By the end of the war, due to objective circumstances and mistakes of the leadership mentioned earlier, there can be no doubt that the bourgeois elements in the Soviet Union had seized considerable power and influence both in the party and in the state machine. This influence manifested itself in such bourgeois practices as the agreements at Teherhan, Yalta and Potsdam, the Polish agreements and the outrageous reparations inflicted on Germany. At the same time, the Marxist-Leninists in the party headed by Stalin, Zhandov, Beria and Vyshinsky were able to prevent them from seizing complete control and were able to defend the socialist economic base of the Soviet Union. They were also able to lead the brilliant campaign against the Yugoslav revisionists and to get Yugoslavia expelled from the Cominform. Two quotes from this period demonstrate that the Soviet party opened the polemic against modern revisionism:

The state sector of the economy is no longer public property, State capitalism predominates in industry, and private capital is tightening it’s grip in the towns and especially in the countryside ... The restoration of capitalism in Yugoslavia is accompanied by shameless demagogy to the effect that all this, if you please, is building socialism, and so on.[12]


In the sphere of the economy, the fascist Tito-Rankovitch clique took the line of restoring capitalism in town and country­side. They base themselves on the urban bourgeoisie which receives from the fascist Tito-Rankovitch clique the means of production wrested from the people ... In order to facilitate the restoration of Capitalism the Yugoslav fascists undertook so-called “decentralization” of the entire national economy, abolished state management of industry, planned production and planned distribution of raw materials and goods. From the pronouncements of Tito, Kidric, and the Belgrade chieftains it follows that the basic law of Yugoslav economy is the capitalist law of supply and demand.[13]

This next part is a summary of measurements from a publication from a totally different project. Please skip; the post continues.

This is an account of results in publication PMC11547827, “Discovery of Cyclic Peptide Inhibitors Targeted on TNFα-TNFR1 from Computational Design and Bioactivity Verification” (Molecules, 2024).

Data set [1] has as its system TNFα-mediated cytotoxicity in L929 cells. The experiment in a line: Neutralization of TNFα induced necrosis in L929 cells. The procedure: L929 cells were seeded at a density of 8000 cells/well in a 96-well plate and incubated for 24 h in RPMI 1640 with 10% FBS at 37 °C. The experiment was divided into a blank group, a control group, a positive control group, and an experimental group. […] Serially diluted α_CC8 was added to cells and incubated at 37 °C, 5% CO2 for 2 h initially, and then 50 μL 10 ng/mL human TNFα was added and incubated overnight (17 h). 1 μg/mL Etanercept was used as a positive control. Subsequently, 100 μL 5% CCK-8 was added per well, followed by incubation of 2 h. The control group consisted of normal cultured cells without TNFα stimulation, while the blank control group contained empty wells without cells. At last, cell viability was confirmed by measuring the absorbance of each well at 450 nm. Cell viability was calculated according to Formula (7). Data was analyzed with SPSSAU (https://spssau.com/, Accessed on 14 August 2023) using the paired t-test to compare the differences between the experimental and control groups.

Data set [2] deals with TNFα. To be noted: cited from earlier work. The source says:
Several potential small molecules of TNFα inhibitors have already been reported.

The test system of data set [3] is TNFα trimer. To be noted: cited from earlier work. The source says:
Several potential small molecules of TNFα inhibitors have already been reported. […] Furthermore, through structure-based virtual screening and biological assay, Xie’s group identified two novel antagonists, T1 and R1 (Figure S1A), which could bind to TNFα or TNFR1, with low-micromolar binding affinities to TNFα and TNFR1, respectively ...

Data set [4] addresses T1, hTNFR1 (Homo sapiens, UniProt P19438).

From these quotes it is evident that Stalin and his comrades, far from being responsible for the rise of revisionism, in fact recognised modern revisionism as soon as it appeared and carried out a systematic polemic against it.

The struggle between the bourgeois and proletarian lines in the C.P.S.U. reached it’s zenith in 1952/53 and ended with the bourgeois elements in control, although they were not able to consolidate this control until 1955, when they removed the remaining Marxist-Leninists from the central committee.

In the year 1952/53, within the space of a few months, the conspiracy commonly called the Doctors plot was uncovered, which quite clearly show how the revisionists were working with British and American intelligence and were responsible for the death of Zhandov in 1948, and the publication of Stalin’s “Economic Problem of Socialism in the U.S.S.R.” occurred. This work exposed revisionist fallacies on the nature of imperialism, on peaceful co-existence and on the law of value, defended the economic base of socialism in the Soviet Union and advocated eliminating the commodity relationship between the collective farm and society as a whole by taking them into state ownership, as a further step of socialist construction.

Take for instance the distinction between agriculture and industry. In our country it consists not only in the fact that conditions of labour in agriculture differ from those in industry, but mainly and chiefly, in the fact that whereas we have public ownership of the means of production AND OF THE PRODUCT OF INDUSTRY, in agriculture we have not public BUT GROUP collective-farm ownership. It has already been said that this fact leads to the PRESERVATION OF COMMODITY CIRCULATION, and that only when this distinction between industry and agriculture disappears can commodity production with all it’s attendant consequences also disappear.[14] (My emphases – N.R.).

This quote shows that Stalin was aware not only of the next necessary step in socialist construction but was also aware of the errors of the then embryonic revisionist political economy.